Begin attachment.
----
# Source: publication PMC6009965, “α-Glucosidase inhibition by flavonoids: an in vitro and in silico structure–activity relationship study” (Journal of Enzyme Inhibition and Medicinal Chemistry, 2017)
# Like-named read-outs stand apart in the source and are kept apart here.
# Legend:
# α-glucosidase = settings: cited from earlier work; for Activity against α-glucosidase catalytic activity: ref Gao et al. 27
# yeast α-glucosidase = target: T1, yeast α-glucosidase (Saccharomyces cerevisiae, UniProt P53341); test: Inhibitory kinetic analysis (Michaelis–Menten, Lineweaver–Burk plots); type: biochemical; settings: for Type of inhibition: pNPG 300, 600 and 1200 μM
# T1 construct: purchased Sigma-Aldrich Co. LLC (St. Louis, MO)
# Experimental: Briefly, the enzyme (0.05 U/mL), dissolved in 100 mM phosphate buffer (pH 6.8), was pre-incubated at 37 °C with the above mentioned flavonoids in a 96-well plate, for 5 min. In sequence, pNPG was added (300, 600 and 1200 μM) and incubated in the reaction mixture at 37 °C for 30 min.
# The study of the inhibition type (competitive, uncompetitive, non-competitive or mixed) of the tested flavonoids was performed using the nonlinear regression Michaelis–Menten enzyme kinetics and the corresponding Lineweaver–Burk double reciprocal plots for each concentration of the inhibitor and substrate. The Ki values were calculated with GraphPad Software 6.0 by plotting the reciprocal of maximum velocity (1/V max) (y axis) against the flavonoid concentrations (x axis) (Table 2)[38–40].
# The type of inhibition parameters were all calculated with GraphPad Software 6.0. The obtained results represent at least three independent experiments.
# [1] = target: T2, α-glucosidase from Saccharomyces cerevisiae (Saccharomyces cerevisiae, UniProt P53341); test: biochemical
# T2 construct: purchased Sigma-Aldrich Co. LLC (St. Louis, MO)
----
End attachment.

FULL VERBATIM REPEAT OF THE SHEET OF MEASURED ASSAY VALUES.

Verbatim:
# Source: publication PMC6009965, “α-Glucosidase inhibition by flavonoids: an in vitro and in silico structure–activity relationship study” (Journal of Enzyme Inhibition and Medicinal Chemistry, 2017)
# Like-named read-outs stand apart in the source and are kept apart here.
# Legend:
# α-glucosidase = settings: cited from earlier work; for Activity against α-glucosidase catalytic activity: ref Gao et al. 27
# yeast α-glucosidase = target: T1, yeast α-glucosidase (Saccharomyces cerevisiae, UniProt P53341); test: Inhibitory kinetic analysis (Michaelis–Menten, Lineweaver–Burk plots); type: biochemical; settings: for Type of inhibition: pNPG 300, 600 and 1200 μM
# T1 construct: purchased Sigma-Aldrich Co. LLC (St. Louis, MO)
# Experimental: Briefly, the enzyme (0.05 U/mL), dissolved in 100 mM phosphate buffer (pH 6.8), was pre-incubated at 37 °C with the above mentioned flavonoids in a 96-well plate, for 5 min. In sequence, pNPG was added (300, 600 and 1200 μM) and incubated in the reaction mixture at 37 °C for 30 min.
# The study of the inhibition type (competitive, uncompetitive, non-competitive or mixed) of the tested flavonoids was performed using the nonlinear regression Michaelis–Menten enzyme kinetics and the corresponding Lineweaver–Burk double reciprocal plots for each concentration of the inhibitor and substrate. The Ki values were calculated with GraphPad Software 6.0 by plotting the reciprocal of maximum velocity (1/V max) (y axis) against the flavonoid concentrations (x axis) (Table 2)[38–40].
# The type of inhibition parameters were all calculated with GraphPad Software 6.0. The obtained results represent at least three independent experiments.
# [1] = target: T2, α-glucosidase from Saccharomyces cerevisiae (Saccharomyces cerevisiae, UniProt P53341); test: biochemical
# T2 construct: purchased Sigma-Aldrich Co. LLC (St. Louis, MO)